The trick is to have a Silver Sneakers membership through your insurance plan. Free at home means free at most any place you travel in the US, and if you are visiting children and grandchildren, you need some place to go and something to do during the day. The Y provides that; without worrying about walking on strange and often busy streets. Exercise is the key to successful aging.
The best bet is an insurance-paid Silver Sneakers plan. This is good nation-wide at YMCAs and many health clubs. You have no excuse.
If you belong to a YMCA in your hometown, either through Silver Sneakers or with a paid membership, you can ask to have your name put on the Nationwide Membership List, which can be accessed by any YMCA in the country.
If you don’t have an insurance-paid plan, you can always pay a small fee to use the Y. It depends on the place, but most of them seem to have fee schedules topping out at about $75 per month. The schedules also seem to only go to age “64 and under,” so as an old person, it may be free anyway.
We are in Florida, for a month and checked into the Clearwater, FL YMCA. We were on the Nationwide Membership list, courtesy of the Albuquerque YMCA, which meant that we had a home YMCA and were eligible to use other facilities; however in Clearwater, it was limited to a max of 24 days, and the Y suggested we use our Silver Sneakers membership, giving us unlimited use of all facilities and access to all classes.
The Clearwater Y is a new and modern facility and has every class you could imagine, including Silver Sneakers exercise, chair exercise, yoga, pilates, Tai Chi, etc. In addition, there is a pool, a hot tub, basketball court, a complete weight room and every sort of exercise machine.
If you don’t believe me, check out the Clearwater Y.
It also provides numerous trips to local restaurants for lunch, other events, and classes on topics that should be of interest to old people.
If you want to go outdoors, there is a 1/4 mile walking/running track, but if you come from New Mexico, it is better to walk on the beach, which is also free.
Trainers are available for a reasonable fee.
Nationwide-membership in the YMCA
New Mexico is the place to go if you want to get off the ground. Last week-end we went to the glider field at the Moriarty Airport, 50 miles from Albuquerque. There we saw dozens of gliders and several tow planes. A 15 minute glider ride from Sundance Aviation costs $105 and you fly with an FAA approved, experienced pilot. The only downside is that you have to weigh less than 220 pounds and be under 6′ 5″.
Near by is the US Southwest Soaring Museum which unfortunately was closed on Sundays.
Naturally this got me to thinking, and I discovered over Albuquerque via Google:
Trike Flights – This is an air tricycle. You can get a 30 minute ride for $100 with a licensed Sport Pilot. For an additional fee you can have a video made showing you in flight. I frequently see these mechanical trikes while I am walking along the Rio Grande.
Plane rides at Vertical Lift Aviation.
Parachute jumping. Starting at $375 with Albuquerque Sky Diving.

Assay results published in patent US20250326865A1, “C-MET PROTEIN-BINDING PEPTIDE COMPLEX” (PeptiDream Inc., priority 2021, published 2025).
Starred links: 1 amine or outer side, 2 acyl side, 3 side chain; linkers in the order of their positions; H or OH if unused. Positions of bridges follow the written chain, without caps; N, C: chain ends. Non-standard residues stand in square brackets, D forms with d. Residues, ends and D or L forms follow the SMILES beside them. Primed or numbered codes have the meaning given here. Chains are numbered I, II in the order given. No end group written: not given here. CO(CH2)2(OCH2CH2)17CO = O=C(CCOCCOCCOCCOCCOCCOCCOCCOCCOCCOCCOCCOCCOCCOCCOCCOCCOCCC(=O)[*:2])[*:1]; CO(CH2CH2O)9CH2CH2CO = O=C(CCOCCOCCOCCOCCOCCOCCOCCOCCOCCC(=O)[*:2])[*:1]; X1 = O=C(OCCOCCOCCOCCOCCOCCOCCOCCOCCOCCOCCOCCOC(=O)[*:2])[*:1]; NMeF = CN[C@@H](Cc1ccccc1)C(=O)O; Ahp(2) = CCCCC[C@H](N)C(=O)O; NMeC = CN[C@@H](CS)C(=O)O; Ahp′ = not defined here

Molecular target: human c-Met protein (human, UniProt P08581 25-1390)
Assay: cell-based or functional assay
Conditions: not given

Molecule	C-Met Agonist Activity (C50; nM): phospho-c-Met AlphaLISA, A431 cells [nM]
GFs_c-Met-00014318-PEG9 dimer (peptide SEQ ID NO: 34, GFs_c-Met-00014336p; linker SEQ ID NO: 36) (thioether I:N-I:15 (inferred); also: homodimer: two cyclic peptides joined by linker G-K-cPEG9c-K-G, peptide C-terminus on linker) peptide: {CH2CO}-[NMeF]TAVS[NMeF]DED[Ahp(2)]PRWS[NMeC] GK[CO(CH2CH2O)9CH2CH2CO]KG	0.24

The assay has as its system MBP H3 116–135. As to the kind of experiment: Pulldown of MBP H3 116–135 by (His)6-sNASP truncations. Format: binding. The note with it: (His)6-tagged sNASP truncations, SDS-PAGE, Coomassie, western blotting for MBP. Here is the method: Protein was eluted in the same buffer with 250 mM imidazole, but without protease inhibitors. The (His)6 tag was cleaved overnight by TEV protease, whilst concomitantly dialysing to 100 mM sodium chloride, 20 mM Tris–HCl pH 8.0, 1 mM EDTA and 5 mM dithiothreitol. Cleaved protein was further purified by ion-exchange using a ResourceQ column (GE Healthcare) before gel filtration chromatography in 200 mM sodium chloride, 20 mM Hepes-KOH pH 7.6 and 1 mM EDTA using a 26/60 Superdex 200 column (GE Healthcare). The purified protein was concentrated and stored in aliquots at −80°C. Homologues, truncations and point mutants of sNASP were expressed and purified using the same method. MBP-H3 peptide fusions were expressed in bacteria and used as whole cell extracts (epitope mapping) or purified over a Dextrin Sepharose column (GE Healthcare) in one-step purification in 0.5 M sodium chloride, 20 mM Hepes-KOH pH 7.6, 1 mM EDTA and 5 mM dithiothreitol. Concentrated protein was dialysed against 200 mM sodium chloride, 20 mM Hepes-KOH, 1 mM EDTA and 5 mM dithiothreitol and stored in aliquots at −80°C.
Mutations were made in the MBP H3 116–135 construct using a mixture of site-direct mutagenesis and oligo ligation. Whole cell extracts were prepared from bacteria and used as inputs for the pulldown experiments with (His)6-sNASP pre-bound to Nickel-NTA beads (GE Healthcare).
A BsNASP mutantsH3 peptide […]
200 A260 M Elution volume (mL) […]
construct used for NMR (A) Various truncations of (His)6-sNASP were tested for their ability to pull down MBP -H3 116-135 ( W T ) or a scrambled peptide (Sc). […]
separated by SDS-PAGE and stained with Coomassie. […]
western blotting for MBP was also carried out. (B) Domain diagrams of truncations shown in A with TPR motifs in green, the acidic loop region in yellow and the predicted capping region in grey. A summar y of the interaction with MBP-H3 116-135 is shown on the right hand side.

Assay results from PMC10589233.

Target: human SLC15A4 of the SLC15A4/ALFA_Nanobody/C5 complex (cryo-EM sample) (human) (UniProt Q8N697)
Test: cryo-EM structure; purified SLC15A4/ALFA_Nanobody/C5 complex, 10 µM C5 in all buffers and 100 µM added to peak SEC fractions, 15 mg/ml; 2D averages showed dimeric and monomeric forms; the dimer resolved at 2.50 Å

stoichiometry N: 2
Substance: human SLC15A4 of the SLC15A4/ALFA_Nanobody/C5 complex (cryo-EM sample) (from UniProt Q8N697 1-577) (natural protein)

Hang gliding with High Desert Hang Gliding.
All near or in Albuquerque and while I have only taken a balloon ride, the others have intrigued me. I have not taken any but the hot air balloon ride, an Albuquerque must, but am intrigued at 77 and sorry that I missed them earlier in my life. I am toying with the glider ride.
More my speed is the Sandia Peak Ski & Tramway which will take you on a 2.7 mile tram ride to the top of Sandia Peak from Albuquerque. There is sking, a restaurant and great hiking. At your age, watch the altitude which is over 11,000 feet. You can always sit in the restaurant and enjoy the view with a glass of wine.
The big draw in and over Albuquerque is the Albuquerque Balloon Fiesta held for a week every October, where up to a 1000 balloons participate in a mass ascension, among other events. And of course, there are hot air balloon rides then and the year around. The traffic is horrible, but if you have an RV, there is great RV parking next to the grounds. Balloon pilots and their chase crews are hard to keep up with at my age, especially in the evening.
There is also the Anderson Abruzzo International Balloon Foundation Museum.
Most mornings I can see hot air balloons following the Rio Grande River behind my home, which is about my speed.
It is worth soaring above the New Mexico desert, there is no age limit, and it gives you some great stories and pictures to impress your grandkids with.
I have been coming to Tucson for over twenty years and have never tried a Sonoran Hot Dog. Recently I have been reading Anthony Bourdain’s books, Kitchen Confidential and The Nasty Bits, in which he advocates seeking out the authentic cooking of the place you are visiting.
It was raining, unusual in Tucson, but we parked behind the cart and the tent that covered it and ordered our hot dogs with everything. It was one of the best hot dogs that I have ever eaten; even better than those at The Dog House in Albuquerque, of Breaking Bad fame.
Two hot dogs, two drinks came to $6. We ate in at picnic tables. There was one cook who turned out hot dogs in minutes, complete with hot peppers.
The hot dog wrapped in bacon and in a special bun has onions, tomatoes, salsa, mayo, mustard and cheese. The Sonoran Hot Dog is unique to Tucson with over 200 places serving them; mostly from carts or food trucks parked in vacant lots. I have discovered a few in Albuquerque, but have not tried them yet.
Well worth the trip. Now, every time we come to Tucson, a Sonoran Hot Dog will be on the menu.
To find a Sonoran Hot Dog near you: Google “Sonoran Hot Dog”+ name of your town. or, if you live out of the Southwest, Google “Sonoran Hot Dog”+recipe, and make your own.
And, of course, mine turned out: